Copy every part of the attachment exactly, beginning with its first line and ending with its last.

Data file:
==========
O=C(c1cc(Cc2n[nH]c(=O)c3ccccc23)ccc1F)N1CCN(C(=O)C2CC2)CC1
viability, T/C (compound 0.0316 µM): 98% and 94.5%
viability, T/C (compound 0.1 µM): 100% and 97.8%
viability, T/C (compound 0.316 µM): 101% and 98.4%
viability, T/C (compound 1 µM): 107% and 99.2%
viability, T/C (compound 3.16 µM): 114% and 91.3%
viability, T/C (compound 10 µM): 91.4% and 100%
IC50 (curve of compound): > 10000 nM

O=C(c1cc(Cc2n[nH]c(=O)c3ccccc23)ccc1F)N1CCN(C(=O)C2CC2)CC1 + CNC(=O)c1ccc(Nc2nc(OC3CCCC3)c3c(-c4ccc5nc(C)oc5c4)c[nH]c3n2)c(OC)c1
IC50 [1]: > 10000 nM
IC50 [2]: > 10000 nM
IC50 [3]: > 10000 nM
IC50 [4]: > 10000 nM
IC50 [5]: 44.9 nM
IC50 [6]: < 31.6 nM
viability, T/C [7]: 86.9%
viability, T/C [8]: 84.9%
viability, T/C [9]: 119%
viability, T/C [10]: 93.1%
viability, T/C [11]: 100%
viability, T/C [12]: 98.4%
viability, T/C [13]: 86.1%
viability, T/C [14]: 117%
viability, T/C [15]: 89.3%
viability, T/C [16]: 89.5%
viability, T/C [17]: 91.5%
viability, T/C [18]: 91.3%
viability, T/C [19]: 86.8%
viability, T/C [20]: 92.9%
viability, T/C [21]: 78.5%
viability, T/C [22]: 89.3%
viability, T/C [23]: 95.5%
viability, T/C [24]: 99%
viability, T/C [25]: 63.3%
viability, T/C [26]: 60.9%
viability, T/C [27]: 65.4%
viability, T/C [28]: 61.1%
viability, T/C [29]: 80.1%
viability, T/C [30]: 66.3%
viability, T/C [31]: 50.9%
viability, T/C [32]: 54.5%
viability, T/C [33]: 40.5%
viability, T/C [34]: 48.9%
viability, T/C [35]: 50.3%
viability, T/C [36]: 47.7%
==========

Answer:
O=C(c1cc(Cc2n[nH]c(=O)c3ccccc23)ccc1F)N1CCN(C(=O)C2CC2)CC1
viability, T/C (compound 0.0316 µM): 98% and 94.5%
viability, T/C (compound 0.1 µM): 100% and 97.8%
viability, T/C (compound 0.316 µM): 101% and 98.4%
viability, T/C (compound 1 µM): 107% and 99.2%
viability, T/C (compound 3.16 µM): 114% and 91.3%
viability, T/C (compound 10 µM): 91.4% and 100%
IC50 (curve of compound): > 10000 nM

O=C(c1cc(Cc2n[nH]c(=O)c3ccccc23)ccc1F)N1CCN(C(=O)C2CC2)CC1 + CNC(=O)c1ccc(Nc2nc(OC3CCCC3)c3c(-c4ccc5nc(C)oc5c4)c[nH]c3n2)c(OC)c1
IC50 [1]: > 10000 nM
IC50 [2]: > 10000 nM
IC50 [3]: > 10000 nM
IC50 [4]: > 10000 nM
IC50 [5]: 44.9 nM
IC50 [6]: < 31.6 nM
viability, T/C [7]: 86.9%
viability, T/C [8]: 84.9%
viability, T/C [9]: 119%
viability, T/C [10]: 93.1%
viability, T/C [11]: 100%
viability, T/C [12]: 98.4%
viability, T/C [13]: 86.1%
viability, T/C [14]: 117%
viability, T/C [15]: 89.3%
viability, T/C [16]: 89.5%
viability, T/C [17]: 91.5%
viability, T/C [18]: 91.3%
viability, T/C [19]: 86.8%
viability, T/C [20]: 92.9%
viability, T/C [21]: 78.5%
viability, T/C [22]: 89.3%
viability, T/C [23]: 95.5%
viability, T/C [24]: 99%
viability, T/C [25]: 63.3%
viability, T/C [26]: 60.9%
viability, T/C [27]: 65.4%
viability, T/C [28]: 61.1%
viability, T/C [29]: 80.1%
viability, T/C [30]: 66.3%
viability, T/C [31]: 50.9%
viability, T/C [32]: 54.5%
viability, T/C [33]: 40.5%
viability, T/C [34]: 48.9%
viability, T/C [35]: 50.3%
viability, T/C [36]: 47.7%